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2 Honorees Who 'Touch Tomorrow'

May 11, 1986|MARY LOU LOPER | Times Staff Writer

The scientist discovers and extends the horizons of the universe; the industrialist sails with the tide of technology and integrates discovery with society. Or so it seemed the other night when the California Museum Foundation joined with the California Museum of Science and Industry to salute Gerry Neugebauer as California Scientist of the Year and Donald E. Guinn as California Industrialist of the Year. Neugebauer received praise and $5,000; Guinn received praise.

Said Morgan H. Harris Jr., foundation president, at the opening, "We are delighted you have come here tonight to touch tomorrow with us." It set the tone to laud Neugebauer, whose telescopes and detectors have been carried on board Mariner and Pioneer spacecraft, and, who, as a founder of modern infrared astronomy, has discovered the "Becklin Neugebauer Object," a star forming in Orion, and who, as principal U.S. scientist for the International Infrared Astronomical Satellite, has led the discovery of more than 250,000 infrared sources, including six new comets. He is a Caltech Howard Hughes professor and director of Palomar Observatory.

Guinn, chairman of Pacific Telesis Group (the holding company for Pacific Telephone and Telegraph Company), was praised as an engineer who "invented the computer system that integrates all of a phone customer's records," and a man who "has made fiber optics the hallmark of the Pacific Telesis Group." Fiber optics is the technology that enables a half-inch cable to transmit 400,000 calls simultaneously. And as Guinn reminds, telesis is the Greek word meaning planned progress.

The black-tie night brought out Gov. George Deukmejian and his wife, Gloria. They sat with N. Matthew and Susan Grossman. He is president of the museum. Olga Erteszek, named co-industrialist last year with her husband, Jan (absent due to illness), made the traditional opening remarks as immediate past recipient. J. Howard Edgerton, chairman emeritus of the foundation, was lauded as "the soul of the private sector." Museum executive director Don M. Muchmore was praised for "his creative intellect . . . he has done more than anyone else to keep us on the cutting edge of tomorrow."

As for tomorrow, Muchmore noted the board already is responsible for raising $17 million in the current capital campaign of $50 million for the museum, second only to the Smithsonian in floor space. But, if fund-raising is work, Harris denied it: "I enjoy coming to this museum from my corporate office (Korn/Ferry International); it's like a visit to Camelot."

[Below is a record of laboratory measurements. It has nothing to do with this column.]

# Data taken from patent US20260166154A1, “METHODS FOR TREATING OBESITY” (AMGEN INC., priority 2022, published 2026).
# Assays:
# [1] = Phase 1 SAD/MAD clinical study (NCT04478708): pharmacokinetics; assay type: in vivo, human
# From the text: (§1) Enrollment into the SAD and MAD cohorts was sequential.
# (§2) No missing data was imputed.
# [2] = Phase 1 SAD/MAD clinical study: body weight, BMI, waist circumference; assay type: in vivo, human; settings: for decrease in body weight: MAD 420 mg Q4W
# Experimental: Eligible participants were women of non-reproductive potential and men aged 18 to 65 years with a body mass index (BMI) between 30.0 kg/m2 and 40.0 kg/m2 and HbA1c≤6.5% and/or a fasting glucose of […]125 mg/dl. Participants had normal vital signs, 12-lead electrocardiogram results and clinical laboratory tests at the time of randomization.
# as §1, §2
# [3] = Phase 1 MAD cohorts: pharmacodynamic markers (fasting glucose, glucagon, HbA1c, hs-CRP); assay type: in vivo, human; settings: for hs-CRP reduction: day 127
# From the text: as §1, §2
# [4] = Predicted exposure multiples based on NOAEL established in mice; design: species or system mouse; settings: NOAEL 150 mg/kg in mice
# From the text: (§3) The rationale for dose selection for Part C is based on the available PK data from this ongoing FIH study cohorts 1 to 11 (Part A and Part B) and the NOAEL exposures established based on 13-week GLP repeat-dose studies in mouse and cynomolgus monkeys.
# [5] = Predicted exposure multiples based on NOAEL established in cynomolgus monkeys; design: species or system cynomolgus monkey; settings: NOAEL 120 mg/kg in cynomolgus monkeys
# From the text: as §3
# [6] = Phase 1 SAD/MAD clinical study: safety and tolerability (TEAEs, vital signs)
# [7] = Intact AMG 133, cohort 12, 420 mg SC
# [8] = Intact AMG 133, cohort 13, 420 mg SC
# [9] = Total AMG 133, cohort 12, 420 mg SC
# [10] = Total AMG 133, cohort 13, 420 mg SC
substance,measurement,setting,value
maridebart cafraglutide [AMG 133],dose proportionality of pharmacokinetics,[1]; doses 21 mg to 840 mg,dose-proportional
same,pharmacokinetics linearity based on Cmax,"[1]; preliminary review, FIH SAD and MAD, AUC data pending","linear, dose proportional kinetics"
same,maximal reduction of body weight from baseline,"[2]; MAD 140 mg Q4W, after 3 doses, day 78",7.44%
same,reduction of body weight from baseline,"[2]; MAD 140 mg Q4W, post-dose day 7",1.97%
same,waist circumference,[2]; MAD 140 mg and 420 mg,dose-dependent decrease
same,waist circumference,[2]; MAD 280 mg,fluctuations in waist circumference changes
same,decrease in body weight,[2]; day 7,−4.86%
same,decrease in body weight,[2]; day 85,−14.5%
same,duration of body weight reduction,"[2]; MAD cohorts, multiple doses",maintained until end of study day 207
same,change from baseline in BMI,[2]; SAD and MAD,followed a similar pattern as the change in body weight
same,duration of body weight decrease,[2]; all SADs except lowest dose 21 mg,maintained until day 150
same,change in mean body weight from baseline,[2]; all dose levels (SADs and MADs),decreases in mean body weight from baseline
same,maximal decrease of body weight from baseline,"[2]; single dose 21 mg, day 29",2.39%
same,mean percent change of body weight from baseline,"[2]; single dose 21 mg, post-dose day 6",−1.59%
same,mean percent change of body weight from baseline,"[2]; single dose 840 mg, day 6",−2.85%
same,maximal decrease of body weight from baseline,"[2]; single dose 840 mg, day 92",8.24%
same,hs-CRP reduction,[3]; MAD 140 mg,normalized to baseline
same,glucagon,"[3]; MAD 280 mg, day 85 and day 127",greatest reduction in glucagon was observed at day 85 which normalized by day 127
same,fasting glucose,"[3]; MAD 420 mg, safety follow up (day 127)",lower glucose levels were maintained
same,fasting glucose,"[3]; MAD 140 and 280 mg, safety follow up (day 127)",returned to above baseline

Admiring the economic halls at "Camelot" during the evening were Lee Harris, Rudy Munzer, Frani and Dan Ridder, Catherine and Dick Krell, John Westwater, Spike Booth, Peter and Gretchen Haight (he's vice chairman of the foundation), Linda Hartwick, Betty and John Harrison (he's involved with the new exhibit E. F. Hutton is financing; by sitting on a shaking table a child will be able to experience the sensation of an earthquake), the James Kenneys, Betty and Michael Bagdasarian, Herb and Helen Kawahara, Dorothy and John Abram, Peter and Robin Barker, Frank and Betsy Ulf and Shirley Chilton.

There was a big bouquet of spring flowers for Mrs. Karl von Platen at the Huntington Library, Art Collections and Botanical Gardens luncheon and garden party--an entire full-bloom new informal Shakespearean garden. Ruth von Platen funded the garden. Attending with her husband, she was the honoree, along with members of the Society of Fellows, on the loggia of the Virginia Steele Scott Gallery for American Art. The birds, winging through the eaves during the ceremony, chirped throughout the comments of director Robert Middlekauff and Myron Kimnach, curator of the gardens.

The occasion was also the chance to see the current show (curated by Susan Walther) of some of the Eucalyptus School Pasadena painters who specialized in Arroyo and San Gabriel Mountains settings and bridges. Too, it brought out the prettiest of spring frocks. One of the prettiest was worn by Marion Jorgensen, chairman of the Huntington Overseers; it was knee-length. Also decked out for summer were Patsy Austin, Peggy Galbraith, Madge Burford, Joan Caillouette (who had a lot to do with the planning of the curried chicken salad and papaya, the brie and crackers and the strawberries and lemon bars in wicker baskets).

More than 300 basked in sunshine, read the Shakespearean quotes about flowers--"And there is pansies, that's for thoughts" (Hamlet)--among them Dr. Millard McLain, Katherine and Tom Pike, Fran Larkin, Robert R. Wark, Veva and Kingston McKee, Clerimond and Tom McDaniel Jr., John and Pam King, Stuart and Carita Kadison, the Richard N. Mackays, Harry Montgomery, Joyce and Dr. John Penido, Tina Rodi, Frances Clayton, Norman

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